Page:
Maha Prajnaparamita Sastra

by Gelongma Karma Migme Chödrön | 2001 | 940,961 words

This page describes “the dashabalasutra” as written by Nagarjuna in his Maha-prajnaparamita-sastra (lit. “the treatise on the great virtue of wisdom”) in the 2nd century. This book, written in five volumes, represents an encyclopedia on Buddhism as well as a commentary on the Pancavimsatisahasrika Prajnaparamita.

Pāli recension. – Anguttara, V,p. 32–36; Majjhima, I, p. 69–71; Paṭisambhida, II, p. 174–176.

Dasa yimāni bhikkhave tathāgathassa tathāgatabalāni yehi balehi samannāgato tathāgāto āsabhaṇ ṭhānaṃsacchikatvā upasampajja viharati … yam pi bhikkhave tathāgato …

Sanskrit recension (attesting to many variations) cited in Kośavyākhyā, p. 641, l. 14–642, l. 26. Add numerous fragments of Central Asian provenance: S. Lévi. Textes sansrits de Touen-houang, Jour. Asiatique, X, 16 (1910), p. 440–444; L. de La Vallée Poussin, Documents sanscrits de la Seconde Collection M.A. Stein, Jour. Roy. Asiatic Soc., 1911, p. 1063–1064; E. Waldschmidt, Bruchstücke buddhistischer Sūtras aus dem zentralasiatischen Sanskritkanon, Leipzig, 1932, 207–225; Ein zweites Daśabalasūtra, Mitteilungendes Instituts für Orientforschung. VI, 1958, p. 382–405.

Daśemāni bhikṣavas tathāgatasya balāni yaiḥ samanvāgatas tathāgato ‘rhan samyaksaṃbuddha udāram ārṣabhaṃ …karaṇīyaṃ nāparam asmād bhāvaṃ prajñānānīti. yat tathāgaḥ … 

Translation of the Sanskrit. – These, O monks, are the ten powers of the Tathāgata, endowed with which the holy One, the fully and completely enlightened One who claims the noble place, the place of the bull, turns the wheel of Brahmā and utters the true Lion’s Roar in the assembly. What are these ten?

1. First, the Tathāgata cognizes, in accordance with reality, the possible as possible and the impossible as impossible.

That the Tathāgata cognizes, in accordance with reality, the possible as possible and the impossible as impossible is the first power of the Buddha, endowed with which, the Tathāgata, the holy One, the fully and completely enlightened One who claims the noble place, the place of the bull, turns the wheel of Brahmā and utters the true Lion’s Roar in the assembly.

2. Furthermore, the Tathāgata cognizes, in accordance with reality, actions of the past, future and present according to their place, their cause, their object and their retribution. That the Tathāgata…

3. Furthermore, the Tathāgata cognizes, in accordance with reality, the defilement, the purification, the types and the purity of the trances, liberations, concentrations and absorptions. That the Tathāgata…

4. Furthermore, the Tathāgata cognizes, in accordance with reality, the degree of the moral faculties of other beings, other individuals. That the Tathāgata…

5. Furthermore, the Tathāgata cognizes, in accordance with reality, the diverse aspirations of other beings, other individuals. That the Tathāgata…

6. Furthermore, the Tathāgata cognizes, in accordance with reality, the world with its various acquired dispositions, with its many acquired dispositions. That the Tathāgata…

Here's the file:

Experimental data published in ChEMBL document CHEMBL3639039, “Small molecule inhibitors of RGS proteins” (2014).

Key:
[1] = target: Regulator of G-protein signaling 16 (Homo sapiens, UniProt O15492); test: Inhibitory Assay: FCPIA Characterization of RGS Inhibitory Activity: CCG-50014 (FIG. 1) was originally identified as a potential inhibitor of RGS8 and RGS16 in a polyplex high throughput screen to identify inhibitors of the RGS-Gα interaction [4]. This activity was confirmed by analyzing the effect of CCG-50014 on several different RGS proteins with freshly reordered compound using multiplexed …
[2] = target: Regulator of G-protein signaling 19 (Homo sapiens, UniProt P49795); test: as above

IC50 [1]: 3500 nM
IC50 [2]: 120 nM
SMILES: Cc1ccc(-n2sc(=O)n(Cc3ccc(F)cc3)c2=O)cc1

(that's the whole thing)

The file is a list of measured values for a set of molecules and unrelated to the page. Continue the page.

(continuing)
7. Furthermore, the Tathāgata cognizes, in accordance with reality, the route that leads to the various destinies. That the Tathāgata…

8. Furthermore, the Tathāgata remembers many previous abodes, for example, one lifetime, two, three, four, five, ten, twenty, thirty, forty, fifty lifetimes, one hundred lifetimes, one thousand lifetimes, one million lifetimes, one hundred million lifetimes, several hundred lifetimes, several thousand lifetimes, several hundreds of thousands of lifetimes, one period of disappearance, one period of creation, one period of disappearance-creation, several periods of disappearance, several periods of creation, several periods of disappearance-creation, several periods of creation, several periods of disappearance-creation. He thinks: “I had such and such a name, such and such a family, such and such a clan, such and such food among beings at that time; I experienced such and such happiness and such and such pain. I had such and such longevity, such and such a duration, such and such a life-span. When I left that place, I was reborn in that other place. And from that other place I was born here.” Thus the Tathāgata remembers his many previous abodes with their aspects, their origins and their details. That the Tathāgata…

9. Furthermore, the Tathāgata, with his divine eye, purified, surpassing that of men, sees beings dying and being born and recognizes them in reality as beautiful, ugly, lowly or excellent, going towards a good or a bad destiny, according to the results of their actions. He thinks: “These beings laden with bodily misdeeds, laden with misdeeds of speech and mind, slandering the saints, having false views, acting wrongly out of their wrong views, for this cause and this reason, at the dissolution of the body after death are born in a miserable state, in a bad destiny, in the hells. On the other hand, these beings endowed with good bodily actions, endowed with good actions of speech and mind, not slandering the saints, having right views, acting well due to their right views, for this cause and this reason, at the dissolution of the body after death are born in a good destiny, the heavens, among the gods.” That the Tathāgata…

10. Furthermore, the Tathāgata, by the cessation of the impurities, having realized in the present existence by means of his own wisdom the pure liberation of mind and the pure liberation by wisdom, takes his stand and knows: “Birth is exhausted by me, the religious life has been practiced, that which had to be accomplished has been accomplished, I see no further existence for myself.” That the Tathāgata… .